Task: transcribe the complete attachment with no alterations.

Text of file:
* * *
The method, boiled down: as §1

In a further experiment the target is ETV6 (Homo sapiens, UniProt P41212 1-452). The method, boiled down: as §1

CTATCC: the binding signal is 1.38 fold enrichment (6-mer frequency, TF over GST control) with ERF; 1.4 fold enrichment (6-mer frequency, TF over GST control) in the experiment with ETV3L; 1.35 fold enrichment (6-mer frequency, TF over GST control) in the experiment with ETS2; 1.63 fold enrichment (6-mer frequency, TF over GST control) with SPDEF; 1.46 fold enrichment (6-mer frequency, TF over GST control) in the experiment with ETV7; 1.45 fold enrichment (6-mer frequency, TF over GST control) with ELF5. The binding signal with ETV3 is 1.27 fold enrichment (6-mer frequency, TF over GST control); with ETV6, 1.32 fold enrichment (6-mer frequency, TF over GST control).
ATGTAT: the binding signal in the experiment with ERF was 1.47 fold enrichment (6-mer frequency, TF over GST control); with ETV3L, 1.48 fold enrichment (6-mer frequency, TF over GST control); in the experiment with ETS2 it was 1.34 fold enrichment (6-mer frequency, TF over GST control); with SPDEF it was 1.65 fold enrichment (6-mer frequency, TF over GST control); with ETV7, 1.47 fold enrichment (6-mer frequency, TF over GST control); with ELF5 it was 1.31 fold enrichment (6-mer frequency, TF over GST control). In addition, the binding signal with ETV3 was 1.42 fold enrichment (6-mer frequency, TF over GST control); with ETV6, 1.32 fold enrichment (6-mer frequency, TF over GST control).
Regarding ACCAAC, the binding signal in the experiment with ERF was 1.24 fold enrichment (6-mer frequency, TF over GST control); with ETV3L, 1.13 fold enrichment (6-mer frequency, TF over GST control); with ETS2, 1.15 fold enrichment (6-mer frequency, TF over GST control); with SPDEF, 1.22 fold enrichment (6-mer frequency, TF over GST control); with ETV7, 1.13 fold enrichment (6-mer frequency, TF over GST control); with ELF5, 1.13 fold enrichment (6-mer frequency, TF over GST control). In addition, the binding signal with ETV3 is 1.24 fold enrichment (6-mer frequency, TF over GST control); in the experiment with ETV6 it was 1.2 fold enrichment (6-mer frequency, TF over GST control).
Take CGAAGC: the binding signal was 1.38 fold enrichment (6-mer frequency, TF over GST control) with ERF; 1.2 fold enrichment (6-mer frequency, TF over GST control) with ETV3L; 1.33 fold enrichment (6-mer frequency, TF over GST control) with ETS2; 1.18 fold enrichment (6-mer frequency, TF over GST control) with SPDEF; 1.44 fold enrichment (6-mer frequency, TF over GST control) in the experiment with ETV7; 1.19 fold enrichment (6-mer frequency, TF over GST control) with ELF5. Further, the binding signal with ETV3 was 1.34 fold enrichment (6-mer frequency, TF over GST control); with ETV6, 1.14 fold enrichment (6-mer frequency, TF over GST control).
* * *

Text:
The method, boiled down: as §1

In a further experiment the target is ETV6 (Homo sapiens, UniProt P41212 1-452). The method, boiled down: as §1

CTATCC: the binding signal is 1.38 fold enrichment (6-mer frequency, TF over GST control) with ERF; 1.4 fold enrichment (6-mer frequency, TF over GST control) in the experiment with ETV3L; 1.35 fold enrichment (6-mer frequency, TF over GST control) in the experiment with ETS2; 1.63 fold enrichment (6-mer frequency, TF over GST control) with SPDEF; 1.46 fold enrichment (6-mer frequency, TF over GST control) in the experiment with ETV7; 1.45 fold enrichment (6-mer frequency, TF over GST control) with ELF5. The binding signal with ETV3 is 1.27 fold enrichment (6-mer frequency, TF over GST control); with ETV6, 1.32 fold enrichment (6-mer frequency, TF over GST control).
ATGTAT: the binding signal in the experiment with ERF was 1.47 fold enrichment (6-mer frequency, TF over GST control); with ETV3L, 1.48 fold enrichment (6-mer frequency, TF over GST control); in the experiment with ETS2 it was 1.34 fold enrichment (6-mer frequency, TF over GST control); with SPDEF it was 1.65 fold enrichment (6-mer frequency, TF over GST control); with ETV7, 1.47 fold enrichment (6-mer frequency, TF over GST control); with ELF5 it was 1.31 fold enrichment (6-mer frequency, TF over GST control). In addition, the binding signal with ETV3 was 1.42 fold enrichment (6-mer frequency, TF over GST control); with ETV6, 1.32 fold enrichment (6-mer frequency, TF over GST control).
Regarding ACCAAC, the binding signal in the experiment with ERF was 1.24 fold enrichment (6-mer frequency, TF over GST control); with ETV3L, 1.13 fold enrichment (6-mer frequency, TF over GST control); with ETS2, 1.15 fold enrichment (6-mer frequency, TF over GST control); with SPDEF, 1.22 fold enrichment (6-mer frequency, TF over GST control); with ETV7, 1.13 fold enrichment (6-mer frequency, TF over GST control); with ELF5, 1.13 fold enrichment (6-mer frequency, TF over GST control). In addition, the binding signal with ETV3 is 1.24 fold enrichment (6-mer frequency, TF over GST control); in the experiment with ETV6 it was 1.2 fold enrichment (6-mer frequency, TF over GST control).
Take CGAAGC: the binding signal was 1.38 fold enrichment (6-mer frequency, TF over GST control) with ERF; 1.2 fold enrichment (6-mer frequency, TF over GST control) with ETV3L; 1.33 fold enrichment (6-mer frequency, TF over GST control) with ETS2; 1.18 fold enrichment (6-mer frequency, TF over GST control) with SPDEF; 1.44 fold enrichment (6-mer frequency, TF over GST control) in the experiment with ETV7; 1.19 fold enrichment (6-mer frequency, TF over GST control) with ELF5. Further, the binding signal with ETV3 was 1.34 fold enrichment (6-mer frequency, TF over GST control); with ETV6, 1.14 fold enrichment (6-mer frequency, TF over GST control).